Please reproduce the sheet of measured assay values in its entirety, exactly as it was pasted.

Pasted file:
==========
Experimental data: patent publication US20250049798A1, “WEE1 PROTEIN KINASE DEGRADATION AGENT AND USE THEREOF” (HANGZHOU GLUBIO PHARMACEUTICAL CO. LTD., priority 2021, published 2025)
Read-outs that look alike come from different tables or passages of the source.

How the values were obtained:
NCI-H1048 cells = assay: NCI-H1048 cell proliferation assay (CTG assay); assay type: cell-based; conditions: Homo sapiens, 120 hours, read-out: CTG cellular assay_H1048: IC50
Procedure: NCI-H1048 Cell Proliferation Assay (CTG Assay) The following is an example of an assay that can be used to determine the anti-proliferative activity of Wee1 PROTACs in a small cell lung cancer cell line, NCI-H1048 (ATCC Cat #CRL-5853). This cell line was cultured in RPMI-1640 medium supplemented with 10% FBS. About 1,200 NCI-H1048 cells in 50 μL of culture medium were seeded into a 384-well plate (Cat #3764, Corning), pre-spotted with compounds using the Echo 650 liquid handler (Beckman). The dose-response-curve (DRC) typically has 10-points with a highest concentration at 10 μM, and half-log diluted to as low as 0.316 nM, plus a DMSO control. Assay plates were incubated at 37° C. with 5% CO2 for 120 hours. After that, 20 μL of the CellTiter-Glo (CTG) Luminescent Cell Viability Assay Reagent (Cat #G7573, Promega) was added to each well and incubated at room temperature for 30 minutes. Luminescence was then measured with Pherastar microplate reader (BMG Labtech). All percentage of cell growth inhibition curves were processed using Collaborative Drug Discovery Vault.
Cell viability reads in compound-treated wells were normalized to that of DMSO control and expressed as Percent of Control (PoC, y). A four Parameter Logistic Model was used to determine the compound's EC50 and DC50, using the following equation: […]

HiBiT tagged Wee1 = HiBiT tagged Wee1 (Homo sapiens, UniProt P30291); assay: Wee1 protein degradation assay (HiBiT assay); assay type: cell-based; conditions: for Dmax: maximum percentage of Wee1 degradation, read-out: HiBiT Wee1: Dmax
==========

Experimental data: patent publication US20250049798A1, “WEE1 PROTEIN KINASE DEGRADATION AGENT AND USE THEREOF” (HANGZHOU GLUBIO PHARMACEUTICAL CO. LTD., priority 2021, published 2025)
Read-outs that look alike come from different tables or passages of the source.

How the values were obtained:
NCI-H1048 cells = assay: NCI-H1048 cell proliferation assay (CTG assay); assay type: cell-based; conditions: Homo sapiens, 120 hours, read-out: CTG cellular assay_H1048: IC50
Procedure: NCI-H1048 Cell Proliferation Assay (CTG Assay) The following is an example of an assay that can be used to determine the anti-proliferative activity of Wee1 PROTACs in a small cell lung cancer cell line, NCI-H1048 (ATCC Cat #CRL-5853). This cell line was cultured in RPMI-1640 medium supplemented with 10% FBS. About 1,200 NCI-H1048 cells in 50 μL of culture medium were seeded into a 384-well plate (Cat #3764, Corning), pre-spotted with compounds using the Echo 650 liquid handler (Beckman). The dose-response-curve (DRC) typically has 10-points with a highest concentration at 10 μM, and half-log diluted to as low as 0.316 nM, plus a DMSO control. Assay plates were incubated at 37° C. with 5% CO2 for 120 hours. After that, 20 μL of the CellTiter-Glo (CTG) Luminescent Cell Viability Assay Reagent (Cat #G7573, Promega) was added to each well and incubated at room temperature for 30 minutes. Luminescence was then measured with Pherastar microplate reader (BMG Labtech). All percentage of cell growth inhibition curves were processed using Collaborative Drug Discovery Vault.
Cell viability reads in compound-treated wells were normalized to that of DMSO control and expressed as Percent of Control (PoC, y). A four Parameter Logistic Model was used to determine the compound's EC50 and DC50, using the following equation: […]

HiBiT tagged Wee1 = HiBiT tagged Wee1 (Homo sapiens, UniProt P30291); assay: Wee1 protein degradation assay (HiBiT assay); assay type: cell-based; conditions: for Dmax: maximum percentage of Wee1 degradation, read-out: HiBiT Wee1: Dmax